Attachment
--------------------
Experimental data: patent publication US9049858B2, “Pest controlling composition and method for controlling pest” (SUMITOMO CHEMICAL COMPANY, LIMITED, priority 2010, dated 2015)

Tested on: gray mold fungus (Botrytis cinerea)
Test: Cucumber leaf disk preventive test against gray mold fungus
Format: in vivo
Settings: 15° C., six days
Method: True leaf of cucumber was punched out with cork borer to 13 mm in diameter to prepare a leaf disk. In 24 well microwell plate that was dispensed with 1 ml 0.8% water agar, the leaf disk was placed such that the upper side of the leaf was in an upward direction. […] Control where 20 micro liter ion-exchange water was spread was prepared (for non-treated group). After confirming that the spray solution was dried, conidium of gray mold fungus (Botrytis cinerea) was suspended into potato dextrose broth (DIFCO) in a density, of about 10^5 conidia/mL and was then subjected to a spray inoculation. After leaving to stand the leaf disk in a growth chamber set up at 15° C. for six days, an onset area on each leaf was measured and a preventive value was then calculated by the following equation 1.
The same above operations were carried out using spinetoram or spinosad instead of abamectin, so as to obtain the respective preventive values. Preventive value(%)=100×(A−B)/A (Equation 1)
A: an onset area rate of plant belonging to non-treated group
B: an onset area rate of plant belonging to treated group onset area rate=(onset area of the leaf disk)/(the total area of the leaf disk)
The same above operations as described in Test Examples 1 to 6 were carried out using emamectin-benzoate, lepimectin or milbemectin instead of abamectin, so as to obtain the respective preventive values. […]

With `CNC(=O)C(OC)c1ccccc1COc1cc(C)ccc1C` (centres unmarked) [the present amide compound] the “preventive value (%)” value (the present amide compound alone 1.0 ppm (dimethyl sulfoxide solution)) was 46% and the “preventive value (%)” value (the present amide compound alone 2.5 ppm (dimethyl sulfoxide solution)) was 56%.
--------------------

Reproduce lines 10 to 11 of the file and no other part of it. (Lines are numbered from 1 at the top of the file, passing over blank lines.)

The same above operations as described in Test Examples 1 to 6 were carried out using emamectin-benzoate, lepimectin or milbemectin instead of abamectin, so as to obtain the respective preventive values. […]

With `CNC(=O)C(OC)c1ccccc1COc1cc(C)ccc1C` (centres unmarked) [the present amide compound] the “preventive value (%)” value (the present amide compound alone 1.0 ppm (dimethyl sulfoxide solution)) was 46% and the “preventive value (%)” value (the present amide compound alone 2.5 ppm (dimethyl sulfoxide solution)) was 56%.